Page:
Again, meticulously created and flawlessly executed - We were actually there, being chased, lunged at, generally ooga-booga’d to ‘shriek like a pre-schooler’ levels. I don’t think anyone heard me though.

I don’t know why I was so surprised, having grown up on a diet of horror fiction and being utterly exhilarated by it. People love to be scared, as much as they love to be wonder struck or delighted, even if it is in an environment where you know you’re not really going to be possessed, gutted or otherwise horribly dispatched.

I put a little more of a creepy element into The Fathom Flies Again for that very reason. Even if it does stand beside silliness and folly, it serves as a reminder that we love to be given a poke in the feels, whether they’re comfortable or not so comfortable.

Last September, I’d never felt so connected to the things that I had until then only imagined, and it gave me motivation to go deeper down the rabbit hole, paint on a bigger canvas, and yes, use some darker colours where needed. Perhaps that will have a knock on effect in the, as yet untitled third instalment of the Wink trilogy, which I am working on at the moment. Maybe a second trip this coming September will serve to further stoke the creative fires.

At least then I can pass off charging around like a squealing kid on a sugar high as “Research”.





The Fathom Flies Again
Wink 2
Ragnarok Publications, February 1, 2017
Trade Paperback and eBook, 286 pages

Guest Blog by James Walley
It's time to wake up and smell the carnage. Just as every night gives way to dawn, all dreams yield to the break of day. For Marty, that's kind of a problem. When you've fought killer clowns, sailed the seven skies, and generally laid waste to your own dreamspace, real life can be kind of a drag. At least, until your nightmares crawl through the cracks and shadows, and take a liking to your town.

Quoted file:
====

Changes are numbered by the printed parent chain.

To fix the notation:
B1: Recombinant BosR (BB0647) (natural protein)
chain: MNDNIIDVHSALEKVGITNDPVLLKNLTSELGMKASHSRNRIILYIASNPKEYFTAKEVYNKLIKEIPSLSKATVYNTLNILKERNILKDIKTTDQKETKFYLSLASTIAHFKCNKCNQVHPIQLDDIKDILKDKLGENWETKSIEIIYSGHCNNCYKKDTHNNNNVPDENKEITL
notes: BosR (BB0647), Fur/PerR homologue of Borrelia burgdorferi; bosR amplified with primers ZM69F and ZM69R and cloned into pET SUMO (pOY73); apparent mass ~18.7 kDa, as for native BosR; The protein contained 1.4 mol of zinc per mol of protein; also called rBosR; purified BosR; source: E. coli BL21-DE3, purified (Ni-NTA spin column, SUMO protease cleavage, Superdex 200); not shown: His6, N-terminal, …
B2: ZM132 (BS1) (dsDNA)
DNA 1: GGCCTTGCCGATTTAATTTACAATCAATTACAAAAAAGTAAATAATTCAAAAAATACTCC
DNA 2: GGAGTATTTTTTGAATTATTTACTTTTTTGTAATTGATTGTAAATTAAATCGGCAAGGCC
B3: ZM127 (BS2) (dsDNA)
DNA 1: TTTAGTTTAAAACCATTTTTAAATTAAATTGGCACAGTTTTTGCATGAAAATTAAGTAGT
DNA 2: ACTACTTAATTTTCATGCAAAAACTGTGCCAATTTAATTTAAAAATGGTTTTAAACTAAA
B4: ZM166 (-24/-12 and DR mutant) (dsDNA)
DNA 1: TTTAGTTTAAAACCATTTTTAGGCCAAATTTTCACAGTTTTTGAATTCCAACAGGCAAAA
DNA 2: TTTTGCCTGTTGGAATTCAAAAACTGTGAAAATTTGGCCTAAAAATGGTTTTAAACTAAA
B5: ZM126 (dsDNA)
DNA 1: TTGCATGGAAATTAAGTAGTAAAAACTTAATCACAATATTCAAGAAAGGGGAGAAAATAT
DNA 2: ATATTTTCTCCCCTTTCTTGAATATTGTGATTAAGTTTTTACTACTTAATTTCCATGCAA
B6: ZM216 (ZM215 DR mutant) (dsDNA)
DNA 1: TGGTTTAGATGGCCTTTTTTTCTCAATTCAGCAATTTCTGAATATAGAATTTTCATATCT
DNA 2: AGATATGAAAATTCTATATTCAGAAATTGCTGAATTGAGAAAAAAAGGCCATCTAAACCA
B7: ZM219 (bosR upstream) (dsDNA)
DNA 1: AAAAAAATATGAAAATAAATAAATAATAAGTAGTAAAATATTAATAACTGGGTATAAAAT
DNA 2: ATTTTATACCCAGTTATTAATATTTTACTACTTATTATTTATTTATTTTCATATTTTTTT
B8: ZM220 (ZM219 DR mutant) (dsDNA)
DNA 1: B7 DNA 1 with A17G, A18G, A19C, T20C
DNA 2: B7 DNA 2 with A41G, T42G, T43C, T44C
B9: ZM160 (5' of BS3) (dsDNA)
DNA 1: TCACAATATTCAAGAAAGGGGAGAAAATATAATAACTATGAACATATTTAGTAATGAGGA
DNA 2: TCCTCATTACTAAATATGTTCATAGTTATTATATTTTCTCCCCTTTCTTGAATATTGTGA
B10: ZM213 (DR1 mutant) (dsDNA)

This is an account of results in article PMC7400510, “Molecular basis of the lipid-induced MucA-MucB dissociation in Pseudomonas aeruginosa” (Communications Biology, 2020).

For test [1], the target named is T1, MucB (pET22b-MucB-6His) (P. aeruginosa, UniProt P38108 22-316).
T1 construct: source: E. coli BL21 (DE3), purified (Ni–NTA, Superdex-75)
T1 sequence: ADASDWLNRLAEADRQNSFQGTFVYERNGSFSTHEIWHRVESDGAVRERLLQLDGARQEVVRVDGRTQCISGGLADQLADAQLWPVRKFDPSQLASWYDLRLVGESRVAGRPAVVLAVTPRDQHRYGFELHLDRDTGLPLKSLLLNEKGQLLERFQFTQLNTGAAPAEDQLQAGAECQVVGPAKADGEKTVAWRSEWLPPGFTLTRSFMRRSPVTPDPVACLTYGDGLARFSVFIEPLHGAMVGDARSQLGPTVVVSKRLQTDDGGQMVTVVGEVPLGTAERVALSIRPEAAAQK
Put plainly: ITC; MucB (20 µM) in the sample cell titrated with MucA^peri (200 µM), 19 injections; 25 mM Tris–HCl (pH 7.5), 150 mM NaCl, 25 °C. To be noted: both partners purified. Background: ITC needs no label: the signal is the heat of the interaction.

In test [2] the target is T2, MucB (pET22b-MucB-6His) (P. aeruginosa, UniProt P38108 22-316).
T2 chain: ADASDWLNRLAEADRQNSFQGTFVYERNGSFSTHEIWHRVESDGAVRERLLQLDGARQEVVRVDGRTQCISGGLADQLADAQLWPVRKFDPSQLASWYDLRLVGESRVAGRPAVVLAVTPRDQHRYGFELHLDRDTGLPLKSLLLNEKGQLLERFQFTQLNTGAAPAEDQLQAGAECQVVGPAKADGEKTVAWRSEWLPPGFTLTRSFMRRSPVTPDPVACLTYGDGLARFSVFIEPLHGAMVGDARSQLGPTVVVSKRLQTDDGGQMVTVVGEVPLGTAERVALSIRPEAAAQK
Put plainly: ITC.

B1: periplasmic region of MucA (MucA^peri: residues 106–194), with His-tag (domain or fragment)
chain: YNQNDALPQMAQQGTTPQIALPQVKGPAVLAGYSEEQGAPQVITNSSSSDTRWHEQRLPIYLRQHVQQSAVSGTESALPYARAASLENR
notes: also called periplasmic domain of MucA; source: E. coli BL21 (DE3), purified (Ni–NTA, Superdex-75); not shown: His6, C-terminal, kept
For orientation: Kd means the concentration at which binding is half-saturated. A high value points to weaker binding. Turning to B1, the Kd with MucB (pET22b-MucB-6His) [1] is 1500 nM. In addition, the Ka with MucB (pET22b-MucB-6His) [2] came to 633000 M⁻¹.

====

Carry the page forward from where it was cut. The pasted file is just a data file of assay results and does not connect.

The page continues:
When the jesters come a knocking, it's time to man up. When the unmentionables under your bed come a biting, it's time to grab your trusty, pint-sized pirate compadre and lead a charge against the night terrors.

What does this mean for Marty? It means the crew of The Flying Fathom are back, surfing on rainbows, swashing their buckles, and saving the world, one sleepy little town at a time.

Book one of this series, The Forty First Wink brought you a glimpse of utter, rum-swilling madness. Now& The Fathom Flies Again, pushing you over the edge and chuckling at your plummeting screams, before scuttling off to find something shiny to steal.

Remember, if you hear something under your bed, don't move. Don't make a sound. Draw your cutlass and think of something devilishly witty to shout, because things, my friend, are about to get all too real.




Previously

The Forty First Wink
Wink 1
Ragnarok Publications, June 16, 2014
Trade Paperback and eBook, 214 pages

Guest Blog by James Walley